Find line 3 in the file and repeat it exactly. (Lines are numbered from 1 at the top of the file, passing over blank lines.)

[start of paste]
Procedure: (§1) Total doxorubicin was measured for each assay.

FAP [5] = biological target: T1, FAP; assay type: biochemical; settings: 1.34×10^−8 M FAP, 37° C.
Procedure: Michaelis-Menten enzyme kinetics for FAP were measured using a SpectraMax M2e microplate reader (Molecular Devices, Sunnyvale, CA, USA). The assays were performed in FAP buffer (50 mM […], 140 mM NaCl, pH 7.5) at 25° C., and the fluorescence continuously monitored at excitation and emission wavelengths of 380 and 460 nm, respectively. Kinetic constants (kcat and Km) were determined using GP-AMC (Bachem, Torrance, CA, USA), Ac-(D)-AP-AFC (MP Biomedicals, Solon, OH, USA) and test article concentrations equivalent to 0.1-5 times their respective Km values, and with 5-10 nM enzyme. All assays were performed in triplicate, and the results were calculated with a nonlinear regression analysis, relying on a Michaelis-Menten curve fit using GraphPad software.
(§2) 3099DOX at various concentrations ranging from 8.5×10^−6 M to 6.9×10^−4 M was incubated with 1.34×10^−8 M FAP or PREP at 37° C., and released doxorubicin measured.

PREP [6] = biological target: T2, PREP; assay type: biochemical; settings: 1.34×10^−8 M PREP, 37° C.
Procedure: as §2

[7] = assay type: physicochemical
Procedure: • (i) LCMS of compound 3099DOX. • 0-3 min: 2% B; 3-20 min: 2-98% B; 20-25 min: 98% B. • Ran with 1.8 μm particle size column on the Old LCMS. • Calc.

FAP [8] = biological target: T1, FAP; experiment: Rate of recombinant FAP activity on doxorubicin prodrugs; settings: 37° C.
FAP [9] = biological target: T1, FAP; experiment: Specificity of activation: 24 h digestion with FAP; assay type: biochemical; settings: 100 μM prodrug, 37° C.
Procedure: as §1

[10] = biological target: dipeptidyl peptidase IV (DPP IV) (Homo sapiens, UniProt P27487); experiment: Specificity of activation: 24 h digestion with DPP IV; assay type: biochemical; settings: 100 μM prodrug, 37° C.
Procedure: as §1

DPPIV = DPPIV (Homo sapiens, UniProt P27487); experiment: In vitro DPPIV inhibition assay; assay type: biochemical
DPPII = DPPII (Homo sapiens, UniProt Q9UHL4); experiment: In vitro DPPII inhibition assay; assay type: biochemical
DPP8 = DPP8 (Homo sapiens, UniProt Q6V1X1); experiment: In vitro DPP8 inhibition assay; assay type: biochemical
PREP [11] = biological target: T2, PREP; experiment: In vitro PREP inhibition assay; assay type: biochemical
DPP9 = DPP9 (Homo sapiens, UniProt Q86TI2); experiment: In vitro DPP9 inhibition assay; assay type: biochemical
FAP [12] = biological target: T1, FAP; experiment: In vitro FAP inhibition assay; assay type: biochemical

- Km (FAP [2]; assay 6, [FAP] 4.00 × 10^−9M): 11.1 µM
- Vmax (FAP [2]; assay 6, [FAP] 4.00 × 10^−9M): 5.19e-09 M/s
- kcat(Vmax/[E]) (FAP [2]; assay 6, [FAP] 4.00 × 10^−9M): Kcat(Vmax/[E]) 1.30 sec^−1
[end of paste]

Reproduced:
Procedure: Michaelis-Menten enzyme kinetics for FAP were measured using a SpectraMax M2e microplate reader (Molecular Devices, Sunnyvale, CA, USA). The assays were performed in FAP buffer (50 mM […], 140 mM NaCl, pH 7.5) at 25° C., and the fluorescence continuously monitored at excitation and emission wavelengths of 380 and 460 nm, respectively. Kinetic constants (kcat and Km) were determined using GP-AMC (Bachem, Torrance, CA, USA), Ac-(D)-AP-AFC (MP Biomedicals, Solon, OH, USA) and test article concentrations equivalent to 0.1-5 times their respective Km values, and with 5-10 nM enzyme. All assays were performed in triplicate, and the results were calculated with a nonlinear regression analysis, relying on a Michaelis-Menten curve fit using GraphPad software.